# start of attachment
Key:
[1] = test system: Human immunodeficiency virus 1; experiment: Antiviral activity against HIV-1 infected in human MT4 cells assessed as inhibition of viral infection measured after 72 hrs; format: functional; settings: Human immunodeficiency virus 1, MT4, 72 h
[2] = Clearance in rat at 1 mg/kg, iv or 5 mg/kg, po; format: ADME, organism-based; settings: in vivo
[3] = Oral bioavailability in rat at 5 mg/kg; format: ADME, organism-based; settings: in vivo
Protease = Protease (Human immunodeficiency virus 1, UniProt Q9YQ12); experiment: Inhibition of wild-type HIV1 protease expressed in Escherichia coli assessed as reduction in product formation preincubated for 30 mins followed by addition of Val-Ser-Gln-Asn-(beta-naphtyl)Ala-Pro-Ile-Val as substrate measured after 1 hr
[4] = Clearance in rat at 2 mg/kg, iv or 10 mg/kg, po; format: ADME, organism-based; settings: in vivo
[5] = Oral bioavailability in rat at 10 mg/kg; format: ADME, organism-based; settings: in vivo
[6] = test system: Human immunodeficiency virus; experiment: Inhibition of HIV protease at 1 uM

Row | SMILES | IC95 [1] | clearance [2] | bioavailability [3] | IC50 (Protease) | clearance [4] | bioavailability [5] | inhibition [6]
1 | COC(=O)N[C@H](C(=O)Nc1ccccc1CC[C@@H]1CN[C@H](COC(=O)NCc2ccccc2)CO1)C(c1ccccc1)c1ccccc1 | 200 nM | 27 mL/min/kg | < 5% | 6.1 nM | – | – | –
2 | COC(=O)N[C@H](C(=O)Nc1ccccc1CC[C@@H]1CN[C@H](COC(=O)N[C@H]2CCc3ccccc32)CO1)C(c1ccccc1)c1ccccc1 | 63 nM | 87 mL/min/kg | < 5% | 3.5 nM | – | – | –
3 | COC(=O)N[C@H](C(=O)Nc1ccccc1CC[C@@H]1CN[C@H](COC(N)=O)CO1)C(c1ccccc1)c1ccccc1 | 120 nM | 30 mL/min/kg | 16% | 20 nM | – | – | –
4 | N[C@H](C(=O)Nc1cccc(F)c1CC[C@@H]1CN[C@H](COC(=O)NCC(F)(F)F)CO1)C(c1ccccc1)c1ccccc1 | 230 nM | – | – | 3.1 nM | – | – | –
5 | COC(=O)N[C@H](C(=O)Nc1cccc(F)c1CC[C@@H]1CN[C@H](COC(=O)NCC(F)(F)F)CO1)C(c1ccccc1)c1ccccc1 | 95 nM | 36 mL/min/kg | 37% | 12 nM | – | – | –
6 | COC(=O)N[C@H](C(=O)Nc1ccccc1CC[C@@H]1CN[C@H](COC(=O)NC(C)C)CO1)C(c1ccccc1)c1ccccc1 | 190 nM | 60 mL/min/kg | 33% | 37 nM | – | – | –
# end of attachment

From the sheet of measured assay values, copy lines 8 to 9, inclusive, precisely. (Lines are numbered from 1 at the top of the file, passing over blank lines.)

[6] = test system: Human immunodeficiency virus; experiment: Inhibition of HIV protease at 1 uM

Row | SMILES | IC95 [1] | clearance [2] | bioavailability [3] | IC50 (Protease) | clearance [4] | bioavailability [5] | inhibition [6]